“China remains a strong commercial opportunity for Kiwi exporters as Chinese businesses and consumers continue to value our high-quality safe produce,” Trade and Agriculture Minister Todd McClay says.   Mr McClay has returned to New Zealand following visits to Beijing, Harbin and Shanghai where he met ministers, governors and mayors and engaged in trade and agricultural events with the New ...
    BeehiveBy beehive.govt.nz
    4 days ago
  • PM’s South East Asia mission does the business
    Prime Minister Christopher Luxon has completed a successful trip to Singapore, Thailand and the Philippines, deepening relationships and capitalising on opportunities. Mr Luxon was accompanied by a business delegation and says the choice of countries represents the priority the New Zealand Government places on South East Asia, and our relationships in ...
    BeehiveBy beehive.govt.nz
    5 days ago
  • $41m to support clean energy in South East Asia
    New Zealand is demonstrating its commitment to reducing global greenhouse emissions, and supporting clean energy transition in South East Asia, through a contribution of NZ$41 million (US$25 million) in climate finance to the Asian Development Bank (ADB)-led Energy Transition Mechanism (ETM). Prime Minister Christopher Luxon and Climate Change Minister Simon Watts announced ...
    BeehiveBy beehive.govt.nz
    6 days ago
  • Minister releases Fast-track stakeholder list
    The Government is today releasing a list of organisations who received letters about the Fast-track applications process, says RMA Reform Minister Chris Bishop. “Recently Ministers and agencies have received a series of OIA requests for a list of organisations to whom I wrote with information on applying to have a ...
    BeehiveBy beehive.govt.nz
    6 days ago
  • Judicial appointments announced
    Attorney-General Judith Collins today announced the appointment of Wellington Barrister David Jonathan Boldt as a Judge of the High Court, and the Honourable Justice Matthew Palmer as a Judge of the Court of Appeal. Justice Boldt graduated with an LLB from Victoria University of Wellington in 1990, and also holds ...
    BeehiveBy beehive.govt.nz
    6 days ago
  • Education Minister heads to major teaching summit in Singapore
    Education Minister Erica Stanford will lead the New Zealand delegation at the 2024 International Summit on the Teaching Profession (ISTP) held in Singapore. The delegation includes representatives from the Post Primary Teachers’ Association (PPTA) Te Wehengarua and the New Zealand Educational Institute (NZEI) Te Riu Roa.  The summit is co-hosted ...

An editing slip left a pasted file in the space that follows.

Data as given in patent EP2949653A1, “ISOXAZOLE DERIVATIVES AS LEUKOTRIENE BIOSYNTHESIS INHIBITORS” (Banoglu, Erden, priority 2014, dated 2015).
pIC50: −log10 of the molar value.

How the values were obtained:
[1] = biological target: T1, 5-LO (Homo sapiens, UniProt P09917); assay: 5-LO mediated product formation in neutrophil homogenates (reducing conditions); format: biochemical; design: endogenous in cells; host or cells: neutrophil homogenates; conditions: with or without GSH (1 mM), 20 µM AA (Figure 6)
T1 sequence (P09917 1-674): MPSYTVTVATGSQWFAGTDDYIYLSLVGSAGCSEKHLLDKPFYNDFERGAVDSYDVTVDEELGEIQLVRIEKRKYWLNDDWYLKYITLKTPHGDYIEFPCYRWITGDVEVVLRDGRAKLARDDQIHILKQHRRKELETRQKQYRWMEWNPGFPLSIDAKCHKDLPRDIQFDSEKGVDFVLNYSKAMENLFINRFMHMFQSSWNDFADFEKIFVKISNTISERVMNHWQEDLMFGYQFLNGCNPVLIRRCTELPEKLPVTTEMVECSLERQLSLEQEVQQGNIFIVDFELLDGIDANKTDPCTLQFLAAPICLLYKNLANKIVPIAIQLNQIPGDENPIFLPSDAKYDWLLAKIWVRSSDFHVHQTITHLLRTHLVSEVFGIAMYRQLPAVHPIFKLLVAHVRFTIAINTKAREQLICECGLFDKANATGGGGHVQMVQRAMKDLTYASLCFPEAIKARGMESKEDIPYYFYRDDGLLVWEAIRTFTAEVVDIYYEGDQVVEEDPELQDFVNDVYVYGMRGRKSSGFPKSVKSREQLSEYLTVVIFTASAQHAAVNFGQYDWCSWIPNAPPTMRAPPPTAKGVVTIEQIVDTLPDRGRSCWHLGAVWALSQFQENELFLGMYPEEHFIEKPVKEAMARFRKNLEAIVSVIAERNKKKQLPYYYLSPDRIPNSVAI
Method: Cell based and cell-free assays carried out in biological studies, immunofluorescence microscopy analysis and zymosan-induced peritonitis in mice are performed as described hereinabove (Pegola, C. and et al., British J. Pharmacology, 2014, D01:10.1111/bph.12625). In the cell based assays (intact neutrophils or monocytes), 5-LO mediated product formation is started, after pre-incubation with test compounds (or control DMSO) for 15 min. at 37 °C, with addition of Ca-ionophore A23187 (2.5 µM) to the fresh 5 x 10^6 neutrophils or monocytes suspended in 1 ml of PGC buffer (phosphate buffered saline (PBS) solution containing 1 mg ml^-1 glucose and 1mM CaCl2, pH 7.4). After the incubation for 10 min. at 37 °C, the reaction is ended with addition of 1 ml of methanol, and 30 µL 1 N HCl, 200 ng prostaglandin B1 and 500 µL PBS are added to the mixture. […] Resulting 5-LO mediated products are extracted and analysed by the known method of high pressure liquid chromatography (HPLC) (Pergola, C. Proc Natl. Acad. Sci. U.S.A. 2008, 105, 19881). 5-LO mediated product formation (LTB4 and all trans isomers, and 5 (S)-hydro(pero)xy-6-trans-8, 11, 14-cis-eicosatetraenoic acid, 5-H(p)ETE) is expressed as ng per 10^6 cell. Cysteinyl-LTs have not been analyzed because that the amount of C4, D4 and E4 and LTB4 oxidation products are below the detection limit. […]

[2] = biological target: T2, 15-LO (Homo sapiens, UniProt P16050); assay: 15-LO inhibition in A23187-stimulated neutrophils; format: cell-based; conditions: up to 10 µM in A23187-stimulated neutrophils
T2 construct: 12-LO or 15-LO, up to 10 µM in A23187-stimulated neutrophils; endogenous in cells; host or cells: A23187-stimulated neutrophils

BeehiveBy beehive.govt.nz
    6 days ago
  • Value of stopbank project proven during cyclone
    A stopbank upgrade project in Tairawhiti partly funded by the Government has increased flood resilience for around 7000ha of residential and horticultural land so far, Regional Development Minister Shane Jones says. Mr Jones today attended a dawn service in Gisborne to mark the end of the first stage of the ...
    BeehiveBy beehive.govt.nz
    6 days ago
  • Anzac commemorations, Türkiye relationship focus of visit
    Foreign Affairs Minister Winston Peters will represent the Government at Anzac Day commemorations on the Gallipoli Peninsula next week and engage with senior representatives of the Turkish government in Istanbul.    “The Gallipoli campaign is a defining event in our history. It will be a privilege to share the occasion ...
    BeehiveBy beehive.govt.nz
    6 days ago
  • Minister to Europe for OECD meeting, Anzac Day
    Science, Innovation and Technology and Defence Minister Judith Collins will next week attend the OECD Science and Technology Ministerial conference in Paris and Anzac Day commemorations in Belgium. “Science, innovation and technology have a major role to play in rebuilding our economy and achieving better health, environmental and social outcomes ...
    BeehiveBy beehive.govt.nz
    6 days ago
  • Comprehensive Partnership the goal for NZ and the Philippines
    Prime Minister Christopher Luxon held a bilateral meeting today with the President of the Philippines, Ferdinand Marcos Jr.  The Prime Minister was accompanied by MP Paulo Garcia, the first Filipino to be elected to a legislature outside the Philippines. During today’s meeting, Prime Minister Luxon and President Marcos Jr discussed opportunities to ...
    BeehiveBy beehive.govt.nz
    6 days ago
  • Government commits $20m to Westport flood protection
    The Government has announced that $20 million in funding will be made available to Westport to fund much needed flood protection around the town. This measure will significantly improve the resilience of the community, says Local Government Minister Simeon Brown. “The Westport community has already been allocated almost $3 million ...
    BeehiveBy beehive.govt.nz
    6 days ago
  • Taupō takes pole position
    The Government is proud to support the first ever Repco Supercars Championship event in Taupō as up to 70,000 motorsport fans attend the Taupō International Motorsport Park this weekend, says Economic Development Minister Melissa Lee. “Anticipation for the ITM Taupō Super400 is huge, with tickets and accommodation selling out weeks ...
    BeehiveBy beehive.govt.nz
    7 days ago
  • Cost of living support for low-income homeowners
    Local Government Minister Simeon Brown has announced an increase to the Rates Rebate Scheme, putting money back into the pockets of low-income homeowners.  “The coalition Government is committed to bringing down the cost of living for New Zealanders. That includes targeted support for those Kiwis who are doing things tough, such ...
    BeehiveBy beehive.govt.nz
    7 days ago
  • Government backing mussel spat project